My current way of dealing with life is that I just have to go with the flow. And honestly, this is the best advice I can give to anyone. Here’s why:

The last few months have been particularly bad health-wise. I had to stay with my parents at the house and was incredibly unwell. Then I felt a tiny bit better. And yesterday I had two hours where I felt better than I did in months. It was extremely exciting. And then my body crashed and I felt utterly rubbish again. It made me sad.

It was like a lovely little microcosm of my whole experience with chronic illness.

The lack of security in knowing when you’re going to be able to do things is the one thing that stands in my way when I’m trying to go out there and pursue the things I enjoy. After brief (read: several prolonged) freak-outs about not having a full-time income, I realized that no matter how much I wanted to be working a full-time job in a field that I’m passionate about, I’m just not well enough.

I’m trying to learn more about pacing and being sensible about how I look after myself. Pacing is the one thing I hate. I’m very boom-and-bust, but I think that’s quite common for many of us. I’d rather push myself to keep going, keep trying, keep fighting as much as possible, so that when I stop it’s not my decision, but my body forcing me. But I’ve realized that stopping and resting, truly resting, is the one thing that I can do to try and make sure that I’m listening. Now when I do an activity that I know is exhausting, I won’t spend hours afterwards working in bed (that’s not resting!) and I’ll make sure to really plan what I’m doing to try not to make myself worse.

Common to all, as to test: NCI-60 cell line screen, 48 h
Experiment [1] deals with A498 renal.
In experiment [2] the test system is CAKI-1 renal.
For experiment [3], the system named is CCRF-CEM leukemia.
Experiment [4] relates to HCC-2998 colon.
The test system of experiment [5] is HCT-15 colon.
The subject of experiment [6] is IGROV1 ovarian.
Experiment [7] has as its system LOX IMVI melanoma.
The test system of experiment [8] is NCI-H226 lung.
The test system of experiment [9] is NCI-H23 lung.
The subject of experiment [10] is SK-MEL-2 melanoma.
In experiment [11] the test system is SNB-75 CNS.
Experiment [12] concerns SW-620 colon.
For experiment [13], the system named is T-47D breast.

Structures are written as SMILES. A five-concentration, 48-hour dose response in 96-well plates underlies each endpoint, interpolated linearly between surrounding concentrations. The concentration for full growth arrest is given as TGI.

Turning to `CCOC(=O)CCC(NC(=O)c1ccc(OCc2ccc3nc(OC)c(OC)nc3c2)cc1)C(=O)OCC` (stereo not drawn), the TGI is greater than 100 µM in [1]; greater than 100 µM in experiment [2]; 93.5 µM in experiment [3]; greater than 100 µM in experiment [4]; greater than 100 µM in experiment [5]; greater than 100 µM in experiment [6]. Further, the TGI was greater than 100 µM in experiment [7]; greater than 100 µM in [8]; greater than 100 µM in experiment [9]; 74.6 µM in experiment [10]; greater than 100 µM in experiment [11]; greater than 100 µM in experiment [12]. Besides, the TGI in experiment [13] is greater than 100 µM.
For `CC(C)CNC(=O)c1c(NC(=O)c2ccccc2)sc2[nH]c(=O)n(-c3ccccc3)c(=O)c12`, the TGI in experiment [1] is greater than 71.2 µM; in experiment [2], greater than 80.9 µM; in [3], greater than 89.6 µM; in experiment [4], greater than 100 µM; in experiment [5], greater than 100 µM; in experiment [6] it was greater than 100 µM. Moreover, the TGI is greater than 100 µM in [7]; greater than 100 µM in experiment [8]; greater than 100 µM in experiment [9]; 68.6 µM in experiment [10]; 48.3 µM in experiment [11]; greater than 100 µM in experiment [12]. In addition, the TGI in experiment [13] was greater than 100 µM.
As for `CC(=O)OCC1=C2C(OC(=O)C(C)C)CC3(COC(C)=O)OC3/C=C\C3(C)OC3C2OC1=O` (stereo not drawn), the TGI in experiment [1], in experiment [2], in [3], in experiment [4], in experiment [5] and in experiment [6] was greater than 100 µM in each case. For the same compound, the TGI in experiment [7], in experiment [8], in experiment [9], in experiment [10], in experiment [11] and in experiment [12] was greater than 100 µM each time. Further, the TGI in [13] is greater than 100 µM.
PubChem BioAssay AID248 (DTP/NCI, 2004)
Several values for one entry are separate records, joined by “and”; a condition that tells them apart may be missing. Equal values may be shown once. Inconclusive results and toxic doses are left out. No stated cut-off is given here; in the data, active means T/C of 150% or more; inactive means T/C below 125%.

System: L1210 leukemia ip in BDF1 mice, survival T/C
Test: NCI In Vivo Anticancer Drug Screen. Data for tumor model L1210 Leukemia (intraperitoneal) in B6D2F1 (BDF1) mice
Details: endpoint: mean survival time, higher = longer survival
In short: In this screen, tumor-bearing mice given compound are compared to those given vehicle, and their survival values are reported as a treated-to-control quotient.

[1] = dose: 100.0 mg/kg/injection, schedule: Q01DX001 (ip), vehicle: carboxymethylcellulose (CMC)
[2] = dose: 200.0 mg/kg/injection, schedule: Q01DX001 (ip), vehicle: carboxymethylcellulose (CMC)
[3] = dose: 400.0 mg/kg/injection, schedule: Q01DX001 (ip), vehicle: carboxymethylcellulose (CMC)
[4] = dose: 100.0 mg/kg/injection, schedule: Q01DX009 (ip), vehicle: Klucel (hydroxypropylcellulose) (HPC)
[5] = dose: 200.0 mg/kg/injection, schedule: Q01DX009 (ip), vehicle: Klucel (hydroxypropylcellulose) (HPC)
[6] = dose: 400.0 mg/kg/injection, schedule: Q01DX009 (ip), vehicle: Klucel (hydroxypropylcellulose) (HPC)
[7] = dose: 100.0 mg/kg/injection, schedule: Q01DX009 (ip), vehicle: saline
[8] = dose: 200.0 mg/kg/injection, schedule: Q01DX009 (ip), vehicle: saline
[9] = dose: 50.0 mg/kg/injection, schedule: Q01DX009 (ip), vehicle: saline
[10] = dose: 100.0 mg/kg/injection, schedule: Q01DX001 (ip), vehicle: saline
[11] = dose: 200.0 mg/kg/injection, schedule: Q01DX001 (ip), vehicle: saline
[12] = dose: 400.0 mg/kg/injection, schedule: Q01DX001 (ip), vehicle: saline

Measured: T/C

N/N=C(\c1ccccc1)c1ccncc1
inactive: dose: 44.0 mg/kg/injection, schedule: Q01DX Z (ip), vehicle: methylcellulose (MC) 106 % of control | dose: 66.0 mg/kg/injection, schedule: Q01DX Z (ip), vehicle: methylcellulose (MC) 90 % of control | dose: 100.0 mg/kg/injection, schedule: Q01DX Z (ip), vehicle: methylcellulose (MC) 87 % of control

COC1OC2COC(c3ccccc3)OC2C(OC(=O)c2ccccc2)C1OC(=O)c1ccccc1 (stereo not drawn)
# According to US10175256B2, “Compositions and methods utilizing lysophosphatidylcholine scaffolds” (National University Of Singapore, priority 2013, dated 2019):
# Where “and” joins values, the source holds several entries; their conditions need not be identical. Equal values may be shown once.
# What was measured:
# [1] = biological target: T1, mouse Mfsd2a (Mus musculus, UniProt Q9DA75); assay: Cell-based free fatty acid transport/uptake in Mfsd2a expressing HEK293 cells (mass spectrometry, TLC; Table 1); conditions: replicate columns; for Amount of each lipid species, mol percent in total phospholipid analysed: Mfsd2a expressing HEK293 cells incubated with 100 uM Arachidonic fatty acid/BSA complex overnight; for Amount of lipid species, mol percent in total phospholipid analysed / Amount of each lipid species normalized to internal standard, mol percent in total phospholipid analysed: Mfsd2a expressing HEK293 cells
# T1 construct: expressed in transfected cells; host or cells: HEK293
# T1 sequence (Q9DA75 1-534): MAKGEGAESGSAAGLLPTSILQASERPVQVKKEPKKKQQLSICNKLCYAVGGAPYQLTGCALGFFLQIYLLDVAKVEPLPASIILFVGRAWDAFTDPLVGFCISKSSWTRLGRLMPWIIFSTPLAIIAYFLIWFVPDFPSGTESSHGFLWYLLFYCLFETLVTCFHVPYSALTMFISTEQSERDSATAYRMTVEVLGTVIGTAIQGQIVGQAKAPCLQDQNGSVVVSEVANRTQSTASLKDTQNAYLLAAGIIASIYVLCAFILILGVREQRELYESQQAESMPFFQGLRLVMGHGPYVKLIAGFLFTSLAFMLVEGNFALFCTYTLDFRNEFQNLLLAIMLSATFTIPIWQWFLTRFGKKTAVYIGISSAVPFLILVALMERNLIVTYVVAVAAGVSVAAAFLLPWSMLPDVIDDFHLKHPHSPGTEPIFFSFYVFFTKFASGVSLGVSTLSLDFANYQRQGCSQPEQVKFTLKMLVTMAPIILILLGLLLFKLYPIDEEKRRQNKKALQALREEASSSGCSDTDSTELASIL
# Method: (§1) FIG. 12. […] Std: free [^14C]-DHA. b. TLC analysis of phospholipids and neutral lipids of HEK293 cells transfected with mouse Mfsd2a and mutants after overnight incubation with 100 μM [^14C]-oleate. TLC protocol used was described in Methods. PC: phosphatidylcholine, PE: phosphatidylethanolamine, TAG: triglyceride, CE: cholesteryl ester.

When I talk about not pushing, I don’t mean just stopping and giving up. It’s really important to learn your limits and to keep trying new things, even if you have to stop. Find compromises and be proud of small accomplishments.

I’m interested in too many things to have a fixed goal, and I don’t like them anyway. I need to be able to be flexible (ha, Ehlers-Danlos syndrome joke) enough to make changes to what I’m doing while trying not to get too upset if I can’t do something that I want to because I’m not well enough. Accepting that is really important. It’s not using my health as an excuse. It’s accepting where I am right now physically, and making sure I’m doing everything I can to look after myself.